Men's Crew: Walk-ons Encouraged

Photo by Becky Heflin P'20
Photo by Becky Heflin P'20

Photo above: The 2018 - 2019 Squad: New England Team Champions


Information Meeting: Thursday, September 5, 4:15 PM, Hopkins Hall 002


For more information or to express interest, please complete our form.

Men’s Crew is a varsity sport at Williams.  Each year a significant portion of the team walks-on without any rowing experience.  During the spring of 2019, our four eights of athletes won the Points Trophy at the New England Championships.  An overwhelming majority of these athletes initially learned to row at Williams, including four of the athletes in the first eight.


Why row? 

Perhaps sports were a major part of your life growing up and you want to continue your athletic career and team experience in college.  Maybe you simply want to try something new, and the idea of rowing intrigues you.  Whatever the reason, friendships made through mutual hard work and shared experiences while on the crew are special and last a lifetime.  You will be in the best shape of your life, guaranteed. 


The Nuts and Bolts:

Rowing’s primary seasons are in the fall and spring when the team trains out of its boathouse on Lake Onota and races throughout New England.  Additionally, during Spring Break the team travels to the warmer waters of Myrtle Beach, South Carolina, to train.  During the winter offseason, athletes train together on campus on rowing machines, in the weight room, and in the indoor rowing tanks. 


Team-Members’ Experiences: 

“I was an avid soccer player all through high school. I was unsure if I wanted to play a sport when I got to Williams, but I have found that walking on and rowing crew has had an incredibly positive impact on my life at school. The team dynamic is extremely cohesive and fun-loving and I've made friends that will last me for the rest of my life. The camaraderie is very visible during practice as everyone, truly everyone, cheers on their teammates and pushes them to work hard and succeed.  One of the great things about rowing, as a sport, is that the hard work you put in is directly rewarded by getting faster.  With the team cheering you on and celebrating when you get better, it is an environment geared for you to succeed if you put in the effort. The balance of fun and hard work that I've found on the team helped me transition to college and is arguably the most influential part of my time at Williams.” --Will Foote ‘22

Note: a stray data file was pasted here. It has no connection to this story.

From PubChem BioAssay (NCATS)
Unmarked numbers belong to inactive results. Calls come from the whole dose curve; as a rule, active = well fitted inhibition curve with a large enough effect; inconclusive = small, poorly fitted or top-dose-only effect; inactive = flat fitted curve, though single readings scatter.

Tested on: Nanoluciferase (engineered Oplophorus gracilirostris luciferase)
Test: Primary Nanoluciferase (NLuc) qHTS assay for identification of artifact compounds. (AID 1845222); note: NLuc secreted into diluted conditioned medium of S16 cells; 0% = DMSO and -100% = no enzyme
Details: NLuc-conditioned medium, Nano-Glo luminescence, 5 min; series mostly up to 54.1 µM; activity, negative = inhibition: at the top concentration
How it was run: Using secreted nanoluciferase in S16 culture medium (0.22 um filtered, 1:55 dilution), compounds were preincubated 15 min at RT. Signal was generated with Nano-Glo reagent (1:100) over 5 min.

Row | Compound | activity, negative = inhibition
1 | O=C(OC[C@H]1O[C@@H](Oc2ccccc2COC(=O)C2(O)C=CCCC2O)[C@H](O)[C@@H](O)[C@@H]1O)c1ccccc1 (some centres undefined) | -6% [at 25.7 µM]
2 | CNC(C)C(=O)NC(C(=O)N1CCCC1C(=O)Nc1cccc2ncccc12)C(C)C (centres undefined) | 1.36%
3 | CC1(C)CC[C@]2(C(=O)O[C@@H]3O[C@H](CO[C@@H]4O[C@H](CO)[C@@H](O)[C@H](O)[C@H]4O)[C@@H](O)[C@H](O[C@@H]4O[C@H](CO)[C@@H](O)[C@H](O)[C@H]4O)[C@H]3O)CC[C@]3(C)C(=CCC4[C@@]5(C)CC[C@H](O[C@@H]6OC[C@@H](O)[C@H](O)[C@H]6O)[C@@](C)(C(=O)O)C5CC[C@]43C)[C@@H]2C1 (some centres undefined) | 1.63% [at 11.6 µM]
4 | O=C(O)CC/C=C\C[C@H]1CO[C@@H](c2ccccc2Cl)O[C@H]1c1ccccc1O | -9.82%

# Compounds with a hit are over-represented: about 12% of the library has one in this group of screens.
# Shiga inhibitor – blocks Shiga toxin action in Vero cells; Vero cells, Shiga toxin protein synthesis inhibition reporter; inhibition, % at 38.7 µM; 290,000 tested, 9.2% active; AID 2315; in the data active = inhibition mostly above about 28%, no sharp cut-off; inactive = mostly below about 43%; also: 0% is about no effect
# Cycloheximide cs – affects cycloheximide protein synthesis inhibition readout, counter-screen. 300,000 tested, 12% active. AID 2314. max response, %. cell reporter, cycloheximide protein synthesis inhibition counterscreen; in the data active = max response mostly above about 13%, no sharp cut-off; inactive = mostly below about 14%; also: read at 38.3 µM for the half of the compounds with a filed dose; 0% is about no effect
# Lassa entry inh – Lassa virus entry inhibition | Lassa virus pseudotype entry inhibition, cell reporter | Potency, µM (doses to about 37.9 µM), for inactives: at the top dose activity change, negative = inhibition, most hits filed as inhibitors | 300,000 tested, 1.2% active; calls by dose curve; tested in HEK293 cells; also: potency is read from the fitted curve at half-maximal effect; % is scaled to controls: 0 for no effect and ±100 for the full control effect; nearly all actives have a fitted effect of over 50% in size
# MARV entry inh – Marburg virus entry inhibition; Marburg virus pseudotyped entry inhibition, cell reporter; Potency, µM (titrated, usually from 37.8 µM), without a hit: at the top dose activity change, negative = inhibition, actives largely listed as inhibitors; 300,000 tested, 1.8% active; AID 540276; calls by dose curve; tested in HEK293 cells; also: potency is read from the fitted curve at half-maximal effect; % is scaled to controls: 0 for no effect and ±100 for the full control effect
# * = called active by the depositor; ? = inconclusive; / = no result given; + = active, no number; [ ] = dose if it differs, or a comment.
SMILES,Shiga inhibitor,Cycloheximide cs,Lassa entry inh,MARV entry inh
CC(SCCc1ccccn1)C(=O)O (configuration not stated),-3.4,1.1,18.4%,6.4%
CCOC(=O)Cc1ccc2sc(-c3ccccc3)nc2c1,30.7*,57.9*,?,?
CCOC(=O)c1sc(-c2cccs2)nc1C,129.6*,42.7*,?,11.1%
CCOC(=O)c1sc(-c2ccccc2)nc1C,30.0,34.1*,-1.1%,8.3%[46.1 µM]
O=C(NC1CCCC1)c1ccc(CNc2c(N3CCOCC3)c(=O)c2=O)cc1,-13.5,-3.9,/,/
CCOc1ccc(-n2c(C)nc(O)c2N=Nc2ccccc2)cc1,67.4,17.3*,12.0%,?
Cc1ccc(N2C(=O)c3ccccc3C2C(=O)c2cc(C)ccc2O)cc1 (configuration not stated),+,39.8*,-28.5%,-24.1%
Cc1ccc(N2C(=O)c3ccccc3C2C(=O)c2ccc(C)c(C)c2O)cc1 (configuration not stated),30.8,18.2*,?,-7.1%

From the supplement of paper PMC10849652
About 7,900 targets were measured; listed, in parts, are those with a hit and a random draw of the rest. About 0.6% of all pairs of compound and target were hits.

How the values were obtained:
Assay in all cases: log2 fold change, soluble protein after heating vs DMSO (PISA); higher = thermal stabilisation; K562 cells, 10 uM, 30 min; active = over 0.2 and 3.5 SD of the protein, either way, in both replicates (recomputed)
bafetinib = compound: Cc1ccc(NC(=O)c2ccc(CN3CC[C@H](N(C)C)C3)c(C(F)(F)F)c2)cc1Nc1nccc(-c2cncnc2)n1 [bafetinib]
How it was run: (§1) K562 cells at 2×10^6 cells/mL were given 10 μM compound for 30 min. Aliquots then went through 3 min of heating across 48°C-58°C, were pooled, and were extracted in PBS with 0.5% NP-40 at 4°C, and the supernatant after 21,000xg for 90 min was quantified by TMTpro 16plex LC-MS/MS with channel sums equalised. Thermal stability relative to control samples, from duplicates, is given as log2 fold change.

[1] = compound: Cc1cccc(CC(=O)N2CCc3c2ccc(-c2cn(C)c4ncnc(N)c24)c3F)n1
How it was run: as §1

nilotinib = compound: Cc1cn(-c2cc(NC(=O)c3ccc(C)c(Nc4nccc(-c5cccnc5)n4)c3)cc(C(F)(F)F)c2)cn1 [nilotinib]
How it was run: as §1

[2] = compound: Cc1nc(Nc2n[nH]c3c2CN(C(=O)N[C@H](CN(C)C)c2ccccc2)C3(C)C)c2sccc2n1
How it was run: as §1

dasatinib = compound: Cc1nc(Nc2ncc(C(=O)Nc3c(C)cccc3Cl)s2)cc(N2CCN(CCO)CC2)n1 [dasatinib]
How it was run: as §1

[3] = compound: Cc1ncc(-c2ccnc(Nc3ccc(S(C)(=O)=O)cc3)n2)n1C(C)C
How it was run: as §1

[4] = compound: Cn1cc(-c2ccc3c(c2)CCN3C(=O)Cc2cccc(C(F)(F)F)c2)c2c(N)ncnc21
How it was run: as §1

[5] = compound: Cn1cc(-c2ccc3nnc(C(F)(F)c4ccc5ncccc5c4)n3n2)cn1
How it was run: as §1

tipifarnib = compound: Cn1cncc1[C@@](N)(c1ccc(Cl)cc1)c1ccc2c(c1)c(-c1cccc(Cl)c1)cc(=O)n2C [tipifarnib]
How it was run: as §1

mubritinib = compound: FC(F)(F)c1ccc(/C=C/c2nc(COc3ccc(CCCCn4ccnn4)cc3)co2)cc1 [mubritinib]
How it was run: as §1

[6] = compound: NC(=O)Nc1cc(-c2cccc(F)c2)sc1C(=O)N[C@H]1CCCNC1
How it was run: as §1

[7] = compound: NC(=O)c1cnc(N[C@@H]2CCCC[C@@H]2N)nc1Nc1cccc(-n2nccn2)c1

"Prior to coming to Williams I was a competitive swimmer. I tried rowing because I knew I had a good background in endurance sports and wanted to branch out. I have had an incredible experience. I have found some of my best friends on the rowing team. We have competed together at a high level, with my boat, the 3V, winning silver at the New England Rowing Championships. That boat was well over half walk-ons, which is a testament to the value placed in walk-ons in our program. Overall, I have had so much fun while growing in new ways." -- Bernal Cortés ‘22


"In high school, I played a lot of different sports including football, basketball, and baseball, before settling on water polo and cross country. I always loved being on a team but could never really find the sport and team that fit my personality in high school. When I came to Williams, I was nervous about not being on a team and having to train on my own. On move-in day, I was approached by a group guys on the crew who invited me to the information meeting. On my orientation trip, a first-year rower I was friends with told me I should check out the team as well. I went to the walk-on meeting, met the guys on the team, and knew that the team and sport was a great fit for me!" -- Sam Holmes ‘22


“Before Williams, I played a lot of sports, everything from Field Hockey and Soccer to Skiing and Equestrian, experiencing many different types of team environments. I've been a competitive person my whole life and I've found outlets for that competitiveness even in non-traditional team settings. When I came to Williams, one of the rowers approached me and mentioned I was the right size to be a coxswain. Although I had no rowing experience and didn’t know what side of a boat was starboard and which was port, I missed being on a team and showed up at the interest meeting telling the men's assistant coach that I wanted to be a coxswain. I still don't fully understand why I walked onto a men's competitive team of a sport I knew nothing about as a quiet and small freshman girl, but I think it owes almost entirely to the nature of this team. I was treated as an athlete who had potential and with practice could contribute to the depth of the program.” -- Margot Berman ‘22